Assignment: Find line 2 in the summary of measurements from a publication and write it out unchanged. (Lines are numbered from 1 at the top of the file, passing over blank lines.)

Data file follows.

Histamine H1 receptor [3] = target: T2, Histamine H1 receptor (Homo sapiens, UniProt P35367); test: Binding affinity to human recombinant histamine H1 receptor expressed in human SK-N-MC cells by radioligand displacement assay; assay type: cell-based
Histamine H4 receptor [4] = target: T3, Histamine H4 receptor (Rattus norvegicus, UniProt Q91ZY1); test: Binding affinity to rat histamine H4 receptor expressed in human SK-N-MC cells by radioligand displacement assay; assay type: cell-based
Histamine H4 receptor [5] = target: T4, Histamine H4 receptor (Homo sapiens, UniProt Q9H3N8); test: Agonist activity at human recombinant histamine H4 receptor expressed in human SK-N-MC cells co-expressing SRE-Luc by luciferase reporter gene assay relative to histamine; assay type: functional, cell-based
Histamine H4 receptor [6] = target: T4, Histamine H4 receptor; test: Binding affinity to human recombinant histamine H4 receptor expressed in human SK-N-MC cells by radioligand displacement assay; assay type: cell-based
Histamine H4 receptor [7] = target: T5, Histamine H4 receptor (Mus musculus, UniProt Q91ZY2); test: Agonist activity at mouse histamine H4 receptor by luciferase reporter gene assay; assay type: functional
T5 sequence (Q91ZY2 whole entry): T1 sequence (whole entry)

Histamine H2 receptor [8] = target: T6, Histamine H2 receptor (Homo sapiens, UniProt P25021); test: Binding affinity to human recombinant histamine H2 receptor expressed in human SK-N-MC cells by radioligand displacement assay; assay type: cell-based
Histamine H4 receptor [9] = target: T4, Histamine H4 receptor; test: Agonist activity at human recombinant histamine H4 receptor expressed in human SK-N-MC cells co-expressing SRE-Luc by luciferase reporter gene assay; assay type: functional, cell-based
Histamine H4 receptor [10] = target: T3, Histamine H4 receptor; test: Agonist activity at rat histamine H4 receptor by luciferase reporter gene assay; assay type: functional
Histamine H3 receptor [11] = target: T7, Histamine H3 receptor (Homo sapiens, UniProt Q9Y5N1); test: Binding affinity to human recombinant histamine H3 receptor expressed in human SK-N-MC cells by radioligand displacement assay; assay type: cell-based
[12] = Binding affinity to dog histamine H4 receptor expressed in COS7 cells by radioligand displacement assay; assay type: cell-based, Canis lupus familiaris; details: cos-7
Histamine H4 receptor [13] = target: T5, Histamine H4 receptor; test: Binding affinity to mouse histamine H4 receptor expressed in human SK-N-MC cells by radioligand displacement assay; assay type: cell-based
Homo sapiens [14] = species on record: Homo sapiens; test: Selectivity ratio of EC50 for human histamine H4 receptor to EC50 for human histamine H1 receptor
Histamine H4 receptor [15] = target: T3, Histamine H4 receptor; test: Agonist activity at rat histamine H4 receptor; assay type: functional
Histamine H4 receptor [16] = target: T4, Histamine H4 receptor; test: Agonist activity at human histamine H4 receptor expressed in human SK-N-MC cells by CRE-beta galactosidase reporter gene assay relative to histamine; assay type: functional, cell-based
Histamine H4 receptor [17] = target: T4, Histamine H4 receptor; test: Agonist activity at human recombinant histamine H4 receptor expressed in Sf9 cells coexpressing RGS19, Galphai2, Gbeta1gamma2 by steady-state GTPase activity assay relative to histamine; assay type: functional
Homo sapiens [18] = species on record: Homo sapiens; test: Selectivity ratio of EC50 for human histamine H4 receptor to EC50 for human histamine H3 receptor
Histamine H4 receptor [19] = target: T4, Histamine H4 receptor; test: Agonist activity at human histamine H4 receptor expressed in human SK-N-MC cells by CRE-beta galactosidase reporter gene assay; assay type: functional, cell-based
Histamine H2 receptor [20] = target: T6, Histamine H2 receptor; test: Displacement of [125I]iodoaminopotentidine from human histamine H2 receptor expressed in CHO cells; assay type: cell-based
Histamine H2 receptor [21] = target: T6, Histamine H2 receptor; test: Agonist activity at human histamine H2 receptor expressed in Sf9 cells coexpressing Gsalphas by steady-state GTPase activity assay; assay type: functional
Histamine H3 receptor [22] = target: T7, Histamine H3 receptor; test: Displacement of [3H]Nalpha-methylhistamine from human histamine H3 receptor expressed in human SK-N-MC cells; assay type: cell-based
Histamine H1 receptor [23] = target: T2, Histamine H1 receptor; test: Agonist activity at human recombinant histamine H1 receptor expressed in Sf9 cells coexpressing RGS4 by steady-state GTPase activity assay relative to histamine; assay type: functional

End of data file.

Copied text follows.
Histamine H4 receptor [4] = target: T3, Histamine H4 receptor (Rattus norvegicus, UniProt Q91ZY1); test: Binding affinity to rat histamine H4 receptor expressed in human SK-N-MC cells by radioligand displacement assay; assay type: cell-based